This was confirmed yesterday, as a book featuring Storm, Rogue, Kitty Pryde, Rachel Summers, Psylocke and Jubilee. I said when it was teased that
It needs to justify its existence somehow apart from its gimmick, but I'm sure Wood can do that.There's always a danger with this sort of thing with looking gimmicky. Happily, there's less risk of this in the X-Men franchise, because it has so many great female characters. Four of the six above constitute the core of the senior staff of the Jean Grey School already (with the unreliable Wolverine and Gambit, the ill Beast and the equally unreliably but for different reasons Iceman), so they've got a perfect reason to be associating. But I don't think Wolverine and the X-Men has taken advantage of this group as characters (admittedly, it only just got Storm, and mostly just ignores Rogue, possibly so she can headline X-Men: Legacy). Jubilee is a vampire right now, so it remains to be seen how she will be brought into the fold. And Psylocke will be juggling this with leading a new Uncanny X-Force team (also featuring Storm).
All of these characters are ones that Claremont either created, co-created, or (in the case of Storm) defined. But he never quite had the team like this: he spread around these characters between the teams. So that looks like it is the distinctiveness this book needed in an increasingly busy X-line: More Claremont than Claremont. Both Jubilee and Kitty fulfilled the role of "the kid", but have had very different paths after that. Psylocke and Rachel are both "the telepath/telekinetic", but are, again, very different. Four of the team have been leaders in their own right lately (Storm in vol. 3, Rogue in Legacy, Psylocke in Uncanny X-Force and Kitty in Wolverine and the X-Men and now in All-New X-Men). The actual punching plot (return of Sublime!) looks quite interesting too.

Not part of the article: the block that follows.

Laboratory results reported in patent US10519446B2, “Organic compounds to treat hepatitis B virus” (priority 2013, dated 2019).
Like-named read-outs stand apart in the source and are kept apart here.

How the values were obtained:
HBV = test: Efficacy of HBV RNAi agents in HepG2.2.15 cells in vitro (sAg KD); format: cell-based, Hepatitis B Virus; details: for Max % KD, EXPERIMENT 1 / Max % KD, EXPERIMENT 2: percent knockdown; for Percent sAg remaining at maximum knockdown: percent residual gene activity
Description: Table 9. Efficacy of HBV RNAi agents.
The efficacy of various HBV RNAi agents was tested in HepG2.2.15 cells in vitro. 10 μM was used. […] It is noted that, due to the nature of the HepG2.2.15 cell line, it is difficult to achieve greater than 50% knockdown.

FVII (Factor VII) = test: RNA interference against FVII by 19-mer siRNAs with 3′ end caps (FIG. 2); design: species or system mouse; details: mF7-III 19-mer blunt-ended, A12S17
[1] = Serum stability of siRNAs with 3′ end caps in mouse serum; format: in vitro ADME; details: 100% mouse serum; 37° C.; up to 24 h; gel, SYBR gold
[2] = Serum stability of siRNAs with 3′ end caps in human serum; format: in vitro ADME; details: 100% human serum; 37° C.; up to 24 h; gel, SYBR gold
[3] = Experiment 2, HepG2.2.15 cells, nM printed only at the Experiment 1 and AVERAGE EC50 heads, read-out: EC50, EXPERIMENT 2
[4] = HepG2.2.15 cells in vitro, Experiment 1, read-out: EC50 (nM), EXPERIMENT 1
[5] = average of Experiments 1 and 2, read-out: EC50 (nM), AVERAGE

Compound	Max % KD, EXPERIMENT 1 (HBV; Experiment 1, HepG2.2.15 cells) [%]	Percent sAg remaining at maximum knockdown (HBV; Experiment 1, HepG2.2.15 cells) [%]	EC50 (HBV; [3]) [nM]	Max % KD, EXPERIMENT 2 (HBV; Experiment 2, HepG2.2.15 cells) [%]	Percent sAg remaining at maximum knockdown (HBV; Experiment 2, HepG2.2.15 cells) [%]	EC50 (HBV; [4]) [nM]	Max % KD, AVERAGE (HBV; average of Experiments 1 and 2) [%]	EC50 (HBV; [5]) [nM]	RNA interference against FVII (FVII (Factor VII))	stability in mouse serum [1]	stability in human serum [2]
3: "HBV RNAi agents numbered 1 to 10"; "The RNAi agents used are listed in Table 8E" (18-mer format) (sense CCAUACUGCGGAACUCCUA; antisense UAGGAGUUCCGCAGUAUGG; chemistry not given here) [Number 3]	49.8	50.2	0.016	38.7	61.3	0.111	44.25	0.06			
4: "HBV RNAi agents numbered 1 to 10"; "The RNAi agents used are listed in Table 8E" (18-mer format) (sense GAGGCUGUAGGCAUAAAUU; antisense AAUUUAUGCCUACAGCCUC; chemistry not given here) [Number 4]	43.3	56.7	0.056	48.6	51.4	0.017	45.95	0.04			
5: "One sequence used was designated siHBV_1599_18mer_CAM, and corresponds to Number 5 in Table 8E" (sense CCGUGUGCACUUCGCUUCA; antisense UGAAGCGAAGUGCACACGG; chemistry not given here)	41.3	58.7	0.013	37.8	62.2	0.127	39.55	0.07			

I have seen the criticism made of this that it should have had a woman writer. Now, certainly there are not enough women writing for the X-Office or comics in general, I won't dispute that. But they are not entirely absent at the moment: Marjorie Liu did 21 issues of X-23 and is now the regular on Astonishing; Kathryn Immonen did Wolverine and Jubilee last year (she's now doing a Sif-led Journey Into Mystery). Elsewhere at Marvel, Kelly Sue DeConnick is writing both the long-awaited Captain Marvel series and is the current writer on Avengers Assemble. In the past comics publishers have been (rightly, in my opinion) criticised for ghettoising women writers by employing them only to write female characters. My view is that women should pitch and write whoever and whatever the hell they like; as should anyone. If that means some of them write mixed titles while a couple of men write female-only titles, then whatever.12 And at a more practical level, what was supposed to happen here at editorial - Wood came along with his pitch for what to do with his return to Adjectiveless - and let's assume that "they're all women!" was part of it (it might not have been - the chances of putting together a woman-only X-Men team are actually not terrible) - was Editorial supposed to say "hey, great idea, let's get someone else to do it?" Obviously, that would be nonsense.
1. Cullen Bunn is doing "Fearless Defenders", another all-woman title; this one with a firm in-story justification, viz. they are Brunnhilde and her Valkyries.
2. There are three female solos right now, too: the excellent Captain Marvel by Kelly Sue DeConnick, Red She-Hulk by Jeff Parker, a continuation of his run on Hulk, and Kathryn Immonen's run on Journey Into Mystery, about which it is too soon to tell. This is up from zero ten months ago.